Surface is one of those terms that has no clear definition in regard to RAW and usually isn't stated explicitly. The extend of the area, whether it be a minute area on the back of a shell, the sunny place of the world (the ones the Dwarves refer to as surface) or the watery surface of a lake, depends on the context. A few examples:

PHB page 48, Unarmored Movement: [...] you gain the ability to move along vertical surfaces and across liquids [...].

Here, the authors clearly mean an area that is big enough for you, whether you be a dragon, giant, human, or pixie, to walk on.

PHB page 92, Hide In Plain Sight: [...] you can try by pressing yourself up to a solid surface, such as a tree or wall, that is at least as tall and wide as you are. [...]

Here the authors are more explicit and refer to your size to define the area but give examples of the nature of the surface.

PHB page 231, Demiplane: You create a shadowy door on a flat solid surface that you can see within range. The door is large enough to allow Medium creatures to pass through [...]

Here the dimensions of the area that is covered by the surface is given in the second sentence, at least medium sized.

In your case the matter could be easy if you were to go by what the description provides:

PHB page 245, 246, Glyph of Warding: [...] you inscribe the glyph [...] upon a surface (such as a table or a section of of floor or wall) or within an object that can be closed (such as a book, a scroll, or a treasure chest)[...].

Note: The caster can choose whether he wants to cast the spell either on a surface or on an object. It is their choice and not limited by the object itself. After all you could cast it on the first page of a book and state as trigger "opening the cover page".

The examples refer to some well-sized objects which you could use as a reference and simply rule that smaller surfaces cannot be inscribed. You could refer to the intricate nature of the pattern and the lack of ability to inscribe these patterns on the back of something as minute as a shell. Furthermore, there is a possibility characters (PC and NPC) can detect glyphs using the right tools.

Same spell description: The glyph is nearly invisible and requires a successful Intelligence (Investigation) check against your spell save DC to be found.

This would state that the glyph needs to be big enough to be seen. If characters were to start arguing that their glyph is especially small and requires a tougher DC, you could simply disallow it. Alternatively you could try to go the way of a good DM and allow it. However, you should then require characters make the necessary skill checks. Require a proficiency, for example, in Runecrafting and a hard DC to make them small.

To sum up: While everything hints to the glyphs needing to be large enough to be seen with an Investigation check (due to them being nearly invisible by magical means), you could allow players to craft tiny glyphs with the right tools, time, and proficiency. After all it would be rather neat to have a character become famous for his skills in exquisite and tiny rune/glyph crafting.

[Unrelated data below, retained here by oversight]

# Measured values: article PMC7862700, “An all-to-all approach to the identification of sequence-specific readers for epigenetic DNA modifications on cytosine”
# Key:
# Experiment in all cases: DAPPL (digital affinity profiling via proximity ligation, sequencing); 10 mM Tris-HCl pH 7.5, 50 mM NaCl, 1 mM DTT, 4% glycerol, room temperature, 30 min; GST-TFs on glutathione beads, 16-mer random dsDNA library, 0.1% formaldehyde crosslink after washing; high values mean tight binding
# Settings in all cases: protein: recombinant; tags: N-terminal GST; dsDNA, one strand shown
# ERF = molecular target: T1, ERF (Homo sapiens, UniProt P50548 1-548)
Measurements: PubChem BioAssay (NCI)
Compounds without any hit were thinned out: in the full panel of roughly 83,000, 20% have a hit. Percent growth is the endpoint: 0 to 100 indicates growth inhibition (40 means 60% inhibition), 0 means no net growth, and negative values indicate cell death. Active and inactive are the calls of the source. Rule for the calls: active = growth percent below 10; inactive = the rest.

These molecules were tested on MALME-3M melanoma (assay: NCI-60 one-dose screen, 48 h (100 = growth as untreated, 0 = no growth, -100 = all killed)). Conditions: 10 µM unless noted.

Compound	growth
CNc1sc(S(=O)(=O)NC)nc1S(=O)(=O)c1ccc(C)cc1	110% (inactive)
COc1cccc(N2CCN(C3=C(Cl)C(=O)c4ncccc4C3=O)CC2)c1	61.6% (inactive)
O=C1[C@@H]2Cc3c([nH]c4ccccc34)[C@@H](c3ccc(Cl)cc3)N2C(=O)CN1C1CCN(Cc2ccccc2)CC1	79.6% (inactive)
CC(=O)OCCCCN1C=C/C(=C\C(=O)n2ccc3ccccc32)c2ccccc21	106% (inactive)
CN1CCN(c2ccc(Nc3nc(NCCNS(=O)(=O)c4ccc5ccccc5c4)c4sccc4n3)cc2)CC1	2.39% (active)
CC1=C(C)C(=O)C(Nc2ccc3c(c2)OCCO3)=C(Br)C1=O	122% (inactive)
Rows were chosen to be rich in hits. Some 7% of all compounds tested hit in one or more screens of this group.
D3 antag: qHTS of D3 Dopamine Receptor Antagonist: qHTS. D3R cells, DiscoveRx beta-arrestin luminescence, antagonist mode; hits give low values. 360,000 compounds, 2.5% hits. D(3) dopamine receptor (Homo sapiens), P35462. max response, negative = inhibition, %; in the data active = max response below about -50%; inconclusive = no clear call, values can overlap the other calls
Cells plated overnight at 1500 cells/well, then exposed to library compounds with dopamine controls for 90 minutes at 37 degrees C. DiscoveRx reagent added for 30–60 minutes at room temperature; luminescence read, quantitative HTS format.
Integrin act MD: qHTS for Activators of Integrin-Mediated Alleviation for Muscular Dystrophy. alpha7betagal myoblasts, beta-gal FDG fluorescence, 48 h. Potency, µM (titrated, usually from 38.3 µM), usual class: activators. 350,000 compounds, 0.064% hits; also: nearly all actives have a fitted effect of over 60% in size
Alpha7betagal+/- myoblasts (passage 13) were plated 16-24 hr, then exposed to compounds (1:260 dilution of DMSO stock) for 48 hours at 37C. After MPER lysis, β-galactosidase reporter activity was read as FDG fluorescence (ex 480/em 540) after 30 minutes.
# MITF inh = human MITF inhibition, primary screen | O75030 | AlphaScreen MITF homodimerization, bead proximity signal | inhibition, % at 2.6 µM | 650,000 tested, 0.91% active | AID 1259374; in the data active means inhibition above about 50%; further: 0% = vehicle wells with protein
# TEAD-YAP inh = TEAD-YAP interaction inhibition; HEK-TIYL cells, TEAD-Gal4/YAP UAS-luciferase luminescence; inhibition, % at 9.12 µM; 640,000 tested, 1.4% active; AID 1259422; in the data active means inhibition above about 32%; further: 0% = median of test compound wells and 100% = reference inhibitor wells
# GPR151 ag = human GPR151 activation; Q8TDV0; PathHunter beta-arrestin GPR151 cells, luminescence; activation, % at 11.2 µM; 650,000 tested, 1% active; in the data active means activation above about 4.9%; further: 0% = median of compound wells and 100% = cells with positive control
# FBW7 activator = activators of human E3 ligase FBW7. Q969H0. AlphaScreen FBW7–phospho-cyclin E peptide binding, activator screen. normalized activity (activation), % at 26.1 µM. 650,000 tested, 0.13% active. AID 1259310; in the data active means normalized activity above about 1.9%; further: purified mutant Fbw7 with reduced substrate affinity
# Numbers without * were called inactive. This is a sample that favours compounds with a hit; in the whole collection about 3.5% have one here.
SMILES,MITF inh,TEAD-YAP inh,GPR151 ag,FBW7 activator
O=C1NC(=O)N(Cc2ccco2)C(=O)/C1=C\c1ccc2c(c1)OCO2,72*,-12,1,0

Rules about objects differ from those about surfaces, anyway, which may solve your immediate problem in a stroke.

In terms of size: A glyph is a written symbol. The surface must be large enough, flat enough and steady enough for the caster to write a complicated magical symbol whose effect depends on it being correctly drawn (even if no actual writing implements are used). It can be up to 10' in size.

If a player is trying to do this, I would first ask them to finger-paint their name legibly (or the word 'Glyph' if they have a long name) and see how small they can do it in the normal casting time.

If they're really interested in doing non-conforming glyphs, I might be willing to house-rule and trade some investment crafting skills and some additional restrictions in exchange for the ability to write glyphs on smaller surfaces. For portable objects, I'd consider that akin to crafting and look to balance the rules with that.

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    \$\begingroup\$ Because I have actually had occasion to practice doing this, I assure you that finger painting 'Glyph' legibly on an extremely small surface can be done in well under 10 minutes, even by someone of moderate dexterity. Someone actually good at doing this can write small enough that it is legible with magnification but difficult to make out otherwise. The trick is to use a carefully clipped fingernail as a makeshift single-bristle brush. In any case, limiting my character's dexterity to my own seems exceedingly silly. \$\endgroup\$ Commented Aug 23, 2015 at 19:21